Engine vibration will crack any known hard line- need some flex. Use a dash-4 Aeroquip stainless flex line for chassis-hardline to-clutch. A dash-4-to-1/8" or -1/4" pipe fitting screws into the stock slave cylinder and the dash-4 on other end of this fitting screws into the flex hose. A double female dash-4 screws into the stock brass Tee fitting under the car and into the other end of the flex hose (use an o-ring on this end for insurance).

Good for 3000 psi, most AN fittings are stainless so weather proof, indestructible and easy to install. You'll have to measure what length hose you need- something like 2 ft or so. Does not need to be exact- leave some slack. Bleed system & you're done forever with this line.

… DOT-3 or Dot-4 fluid is used.  The order of the feeds is not important, whatever connects first is OK. Btw, interesting spring on the brake, I think I saw a comment (maybe in the parts manual?) that listed a spring after 8ma1100...

  The green brake line is 4.5mm ID, I think--matching the copper tubes from the reservoirs to replacement banjo bolts wasn't easy....Lee




Permatex is a non-hardening sealant, not a glue. As such, it will move and debond. I would go to a hardware store and find a brass double barb fitting and join your hoses that way, with hose clamps. Or simply stick a short piece of hard line in both hoses and clamp on that. Have you tried short pieces of both lines for compatibility with DOT-4?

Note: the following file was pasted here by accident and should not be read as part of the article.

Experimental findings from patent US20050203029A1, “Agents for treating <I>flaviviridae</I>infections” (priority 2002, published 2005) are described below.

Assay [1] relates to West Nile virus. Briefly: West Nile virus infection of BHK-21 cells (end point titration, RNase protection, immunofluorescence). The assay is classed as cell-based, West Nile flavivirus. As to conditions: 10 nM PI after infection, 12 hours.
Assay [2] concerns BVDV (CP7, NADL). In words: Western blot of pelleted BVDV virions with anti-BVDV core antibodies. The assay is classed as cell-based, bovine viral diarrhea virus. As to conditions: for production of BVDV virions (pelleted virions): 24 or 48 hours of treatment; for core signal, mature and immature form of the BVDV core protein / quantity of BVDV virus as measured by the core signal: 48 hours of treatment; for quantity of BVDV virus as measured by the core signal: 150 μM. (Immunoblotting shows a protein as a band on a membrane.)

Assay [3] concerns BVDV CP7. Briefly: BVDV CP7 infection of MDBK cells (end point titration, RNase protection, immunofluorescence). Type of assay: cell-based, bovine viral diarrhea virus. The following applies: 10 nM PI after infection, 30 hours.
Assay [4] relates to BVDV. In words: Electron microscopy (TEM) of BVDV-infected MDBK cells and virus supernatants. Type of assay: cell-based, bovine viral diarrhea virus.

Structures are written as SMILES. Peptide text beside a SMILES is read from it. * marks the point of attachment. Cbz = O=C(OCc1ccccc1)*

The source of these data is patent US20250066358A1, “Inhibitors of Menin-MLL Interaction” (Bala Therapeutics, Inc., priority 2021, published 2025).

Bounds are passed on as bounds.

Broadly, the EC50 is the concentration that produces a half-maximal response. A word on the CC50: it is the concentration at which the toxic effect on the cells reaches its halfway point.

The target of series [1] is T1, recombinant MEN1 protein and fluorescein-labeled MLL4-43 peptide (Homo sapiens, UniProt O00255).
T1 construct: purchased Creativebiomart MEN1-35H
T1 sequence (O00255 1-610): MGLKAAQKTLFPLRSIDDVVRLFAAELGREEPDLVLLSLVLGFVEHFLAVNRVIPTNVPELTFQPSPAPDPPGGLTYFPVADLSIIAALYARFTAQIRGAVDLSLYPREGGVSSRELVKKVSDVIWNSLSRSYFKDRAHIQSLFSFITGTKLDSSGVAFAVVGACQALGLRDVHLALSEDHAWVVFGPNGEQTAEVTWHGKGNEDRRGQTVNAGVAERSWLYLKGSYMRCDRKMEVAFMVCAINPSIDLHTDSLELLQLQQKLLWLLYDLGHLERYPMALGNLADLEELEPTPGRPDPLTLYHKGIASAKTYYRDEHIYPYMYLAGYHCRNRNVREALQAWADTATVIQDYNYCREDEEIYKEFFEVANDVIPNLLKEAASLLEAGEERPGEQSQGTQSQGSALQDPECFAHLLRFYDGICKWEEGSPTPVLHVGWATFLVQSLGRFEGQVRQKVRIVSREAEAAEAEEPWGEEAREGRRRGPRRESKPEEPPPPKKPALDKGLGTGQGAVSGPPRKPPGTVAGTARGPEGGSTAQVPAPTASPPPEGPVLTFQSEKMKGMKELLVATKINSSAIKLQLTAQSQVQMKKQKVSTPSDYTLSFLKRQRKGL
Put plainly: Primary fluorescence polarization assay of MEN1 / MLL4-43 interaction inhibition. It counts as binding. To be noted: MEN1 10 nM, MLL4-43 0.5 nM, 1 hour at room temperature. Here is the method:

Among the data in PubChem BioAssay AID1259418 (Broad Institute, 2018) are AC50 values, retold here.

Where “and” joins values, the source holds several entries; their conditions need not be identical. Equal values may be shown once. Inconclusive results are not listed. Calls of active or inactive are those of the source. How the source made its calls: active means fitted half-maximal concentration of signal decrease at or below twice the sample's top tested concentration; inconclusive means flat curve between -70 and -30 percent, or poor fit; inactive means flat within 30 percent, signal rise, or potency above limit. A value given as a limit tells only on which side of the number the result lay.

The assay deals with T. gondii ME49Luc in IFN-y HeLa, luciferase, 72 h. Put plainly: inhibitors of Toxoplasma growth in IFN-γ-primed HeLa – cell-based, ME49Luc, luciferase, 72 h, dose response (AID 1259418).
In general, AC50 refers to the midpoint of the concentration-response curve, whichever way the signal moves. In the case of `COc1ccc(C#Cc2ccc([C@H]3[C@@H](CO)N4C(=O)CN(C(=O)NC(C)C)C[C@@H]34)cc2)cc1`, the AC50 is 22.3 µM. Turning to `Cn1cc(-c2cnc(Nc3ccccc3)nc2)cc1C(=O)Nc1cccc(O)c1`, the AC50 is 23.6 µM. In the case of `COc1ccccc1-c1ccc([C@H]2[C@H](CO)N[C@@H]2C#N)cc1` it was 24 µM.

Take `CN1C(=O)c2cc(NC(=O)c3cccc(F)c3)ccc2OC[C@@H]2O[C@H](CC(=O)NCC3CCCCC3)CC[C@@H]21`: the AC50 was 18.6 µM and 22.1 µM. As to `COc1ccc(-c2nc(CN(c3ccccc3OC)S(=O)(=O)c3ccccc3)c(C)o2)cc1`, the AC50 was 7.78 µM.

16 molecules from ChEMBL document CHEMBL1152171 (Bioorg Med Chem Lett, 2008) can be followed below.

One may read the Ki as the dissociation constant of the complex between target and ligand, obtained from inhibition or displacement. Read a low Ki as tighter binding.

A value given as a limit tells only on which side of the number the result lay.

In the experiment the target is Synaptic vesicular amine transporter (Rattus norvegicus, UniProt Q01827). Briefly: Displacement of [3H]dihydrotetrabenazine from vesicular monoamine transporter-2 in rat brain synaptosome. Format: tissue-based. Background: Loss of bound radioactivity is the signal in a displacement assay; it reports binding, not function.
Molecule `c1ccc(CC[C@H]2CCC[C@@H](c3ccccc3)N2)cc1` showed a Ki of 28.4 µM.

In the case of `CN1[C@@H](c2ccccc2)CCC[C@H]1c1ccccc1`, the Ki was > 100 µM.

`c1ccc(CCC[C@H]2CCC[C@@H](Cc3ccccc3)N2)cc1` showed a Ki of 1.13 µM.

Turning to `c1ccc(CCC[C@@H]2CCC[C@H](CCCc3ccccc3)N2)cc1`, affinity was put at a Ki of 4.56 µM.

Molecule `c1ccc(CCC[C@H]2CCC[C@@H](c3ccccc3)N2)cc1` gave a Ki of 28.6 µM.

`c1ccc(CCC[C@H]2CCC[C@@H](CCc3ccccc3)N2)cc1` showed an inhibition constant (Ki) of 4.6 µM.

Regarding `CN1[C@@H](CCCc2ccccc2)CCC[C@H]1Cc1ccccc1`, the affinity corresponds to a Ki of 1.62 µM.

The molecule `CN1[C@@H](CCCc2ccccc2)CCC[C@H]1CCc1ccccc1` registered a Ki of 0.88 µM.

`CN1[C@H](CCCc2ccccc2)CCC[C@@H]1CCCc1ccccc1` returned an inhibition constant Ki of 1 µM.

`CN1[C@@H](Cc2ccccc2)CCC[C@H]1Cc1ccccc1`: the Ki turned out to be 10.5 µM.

...I wondered if I saw that correctly---that kind of splice is unnecessary, you should be able to run 4.5mm all the way to the banjo...unless you are like me, and had to change the Banjo...The original banjo unions for the brake feedlines use the same thin metal tube on at the master cylinder as on the reservoir.  The bolts for these are pretty special (ie. impossible to find), having something like a 14mm top and 12mm base...As I remember, I finally found a 12mm union with a very small (4mm) barb . Otherwise, reducers splices are available to adapt from one tube to another--but introduce another joint where something can leak. At least,  Permatex and glue can be avoided....Lee










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